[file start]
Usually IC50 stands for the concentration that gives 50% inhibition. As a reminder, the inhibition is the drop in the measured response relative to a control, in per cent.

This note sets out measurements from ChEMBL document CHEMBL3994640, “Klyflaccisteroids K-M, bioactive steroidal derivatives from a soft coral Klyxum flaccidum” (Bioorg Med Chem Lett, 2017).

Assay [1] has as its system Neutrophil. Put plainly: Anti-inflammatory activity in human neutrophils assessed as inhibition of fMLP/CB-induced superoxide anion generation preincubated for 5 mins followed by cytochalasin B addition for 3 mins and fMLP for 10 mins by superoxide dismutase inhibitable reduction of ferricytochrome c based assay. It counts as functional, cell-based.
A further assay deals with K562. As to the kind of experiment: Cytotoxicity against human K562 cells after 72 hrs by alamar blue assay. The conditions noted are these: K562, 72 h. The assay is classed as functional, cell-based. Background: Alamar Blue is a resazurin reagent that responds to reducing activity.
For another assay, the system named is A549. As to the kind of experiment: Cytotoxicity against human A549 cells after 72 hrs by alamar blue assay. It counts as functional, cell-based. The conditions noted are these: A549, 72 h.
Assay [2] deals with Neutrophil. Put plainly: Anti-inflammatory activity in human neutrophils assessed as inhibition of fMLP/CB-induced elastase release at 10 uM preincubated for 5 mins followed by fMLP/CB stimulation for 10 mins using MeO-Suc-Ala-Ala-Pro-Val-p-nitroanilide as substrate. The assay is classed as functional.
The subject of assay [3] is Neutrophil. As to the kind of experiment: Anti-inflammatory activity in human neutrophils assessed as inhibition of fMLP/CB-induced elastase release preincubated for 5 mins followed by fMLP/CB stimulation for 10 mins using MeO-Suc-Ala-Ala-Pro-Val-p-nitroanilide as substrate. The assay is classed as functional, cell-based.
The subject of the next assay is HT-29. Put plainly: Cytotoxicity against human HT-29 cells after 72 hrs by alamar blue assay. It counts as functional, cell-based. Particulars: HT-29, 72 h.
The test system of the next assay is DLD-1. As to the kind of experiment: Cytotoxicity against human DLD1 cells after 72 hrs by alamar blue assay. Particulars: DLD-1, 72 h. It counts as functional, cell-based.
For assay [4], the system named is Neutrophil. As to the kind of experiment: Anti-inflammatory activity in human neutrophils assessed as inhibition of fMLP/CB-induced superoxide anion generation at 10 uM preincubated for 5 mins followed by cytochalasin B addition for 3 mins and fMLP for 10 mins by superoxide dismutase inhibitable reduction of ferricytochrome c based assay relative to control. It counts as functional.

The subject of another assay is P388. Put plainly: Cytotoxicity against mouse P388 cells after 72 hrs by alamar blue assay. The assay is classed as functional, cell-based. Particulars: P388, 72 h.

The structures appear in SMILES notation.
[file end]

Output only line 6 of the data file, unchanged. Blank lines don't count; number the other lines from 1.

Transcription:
Assay [2] deals with Neutrophil. Put plainly: Anti-inflammatory activity in human neutrophils assessed as inhibition of fMLP/CB-induced elastase release at 10 uM preincubated for 5 mins followed by fMLP/CB stimulation for 10 mins using MeO-Suc-Ala-Ala-Pro-Val-p-nitroanilide as substrate. The assay is classed as functional.